I cannot imagine wanting to have children, which must be why I never had them. I wonder if that’s the reason I became a writer, if giving birth to stories instead of babies sublimated my maternal urges. There are indisputable similarities between the two professions: extraordinary effort, scant recognition, nothing to put in the bank.
It’s true that I think of my stories as my progeny. I do my best with them, and then I bundle them up, arm them with my publishing credits (attesting to my fitness as a mother), and launch them into the world. This is always a moment of trepidation—I want so much for these innocents, namely love and acceptance.
I have to admit it: my children aren’t doing so well. Lately they are all returning home, sullen and weary, collapsing on the sofa like broke college graduates. “I told you,” they seem to say. “I told you I wasn’t good enough.” I don’t blame them; it’s a hard world, and as their mother I probably made plenty of mistakes. It used to kill me to see my babies come back. I’d pull out the Kleenex, wind up commiserating. I’d let them stay home and do what they wanted. Which was nothing.
I’m a tougher mother now. “Look,” I tell them, “I get it. Times are rough. There are too many of you. But you can’t spend your life on the sofa.” I don’t even give them time to take off their coats. I march them right to the door.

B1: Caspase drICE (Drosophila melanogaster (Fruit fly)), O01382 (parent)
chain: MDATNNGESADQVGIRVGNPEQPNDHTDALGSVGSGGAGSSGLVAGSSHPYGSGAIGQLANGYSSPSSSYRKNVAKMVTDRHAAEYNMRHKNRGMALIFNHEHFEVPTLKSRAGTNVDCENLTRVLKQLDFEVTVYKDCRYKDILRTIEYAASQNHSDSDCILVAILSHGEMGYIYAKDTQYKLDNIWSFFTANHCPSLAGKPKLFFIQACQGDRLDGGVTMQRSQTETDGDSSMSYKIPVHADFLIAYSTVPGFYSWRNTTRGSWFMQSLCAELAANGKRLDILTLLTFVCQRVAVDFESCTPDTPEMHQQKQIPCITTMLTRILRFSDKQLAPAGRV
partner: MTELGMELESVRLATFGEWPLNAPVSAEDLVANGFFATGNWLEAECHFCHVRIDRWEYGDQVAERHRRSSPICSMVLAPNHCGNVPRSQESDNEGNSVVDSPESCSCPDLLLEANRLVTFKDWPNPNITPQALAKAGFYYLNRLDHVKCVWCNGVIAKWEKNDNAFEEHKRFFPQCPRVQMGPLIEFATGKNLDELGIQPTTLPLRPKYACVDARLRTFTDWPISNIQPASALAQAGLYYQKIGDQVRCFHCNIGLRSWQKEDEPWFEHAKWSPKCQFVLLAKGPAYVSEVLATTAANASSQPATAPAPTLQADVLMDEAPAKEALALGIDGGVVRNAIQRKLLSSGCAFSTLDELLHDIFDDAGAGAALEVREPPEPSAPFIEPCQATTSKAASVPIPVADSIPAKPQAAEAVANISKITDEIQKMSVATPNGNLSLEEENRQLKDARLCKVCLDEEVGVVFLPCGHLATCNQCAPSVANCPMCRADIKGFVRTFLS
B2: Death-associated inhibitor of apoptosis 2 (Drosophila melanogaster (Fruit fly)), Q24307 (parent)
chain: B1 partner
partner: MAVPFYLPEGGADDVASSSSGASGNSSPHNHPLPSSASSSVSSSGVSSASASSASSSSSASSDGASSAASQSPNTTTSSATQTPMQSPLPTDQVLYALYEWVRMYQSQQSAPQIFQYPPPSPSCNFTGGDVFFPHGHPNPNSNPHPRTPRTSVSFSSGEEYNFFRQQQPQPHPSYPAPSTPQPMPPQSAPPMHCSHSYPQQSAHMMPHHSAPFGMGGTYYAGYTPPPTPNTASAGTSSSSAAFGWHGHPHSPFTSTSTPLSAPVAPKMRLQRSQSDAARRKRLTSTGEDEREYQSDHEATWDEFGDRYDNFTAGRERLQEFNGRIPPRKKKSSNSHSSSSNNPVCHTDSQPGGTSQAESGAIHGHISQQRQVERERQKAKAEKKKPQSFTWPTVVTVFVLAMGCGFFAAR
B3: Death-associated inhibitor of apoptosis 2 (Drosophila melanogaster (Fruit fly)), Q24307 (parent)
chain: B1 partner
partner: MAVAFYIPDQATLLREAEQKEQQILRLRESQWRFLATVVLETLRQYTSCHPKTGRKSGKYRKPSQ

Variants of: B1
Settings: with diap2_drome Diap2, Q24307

Occasionally one of these rejects—I don’t like to use that word, but it’s the truth— comes back a suspicious number of times. That’s the point at which I sit down and take a long hard look. Maybe I’ll make a few changes, tuck in the shirttails. I might spruce up my qualifications, tack on a couple more publishing credits, mention the award I was short-listed for. I might even lower my standards, lead my problem child into a borderline neighborhood where editors are known to be more lenient. There is nothing I will not do for my children.
Of course some of my children, the quirky ones, will be with me always. Nobody wants these stories, they just don’t fit in, but I don’t care. I love them. I love them fiercely because no one else does. I keep them in a nice clean folder on my desktop, safe from harm.
Repeated exposure has inured me to rejections; I don’t take them personally anymore. So my stories don’t land in the New Yorker; so they end up off the grid, archived in some small journal; so a few of them stay behind. At least I know I’ve done my best. As with living, the best revenge is writing well.
Jean Ryan, a native Vermonter, lives in Napa, California. Her stories and essays have appeared in a variety of journals and anthologies. Nominated several times for a Pushcart Prize, she has also published a novel, LOST SISTER. Her debut collection of short stories, SURVIVAL SKILLS, was published in April 2013 by Ashland Creek Press and was short-listed for a Lambda Literary Award. Her story “Happy Hour” appeared in Minerva Rising Literary Journal. You can read more about Jean and her writing at http://jean-ryan.com/.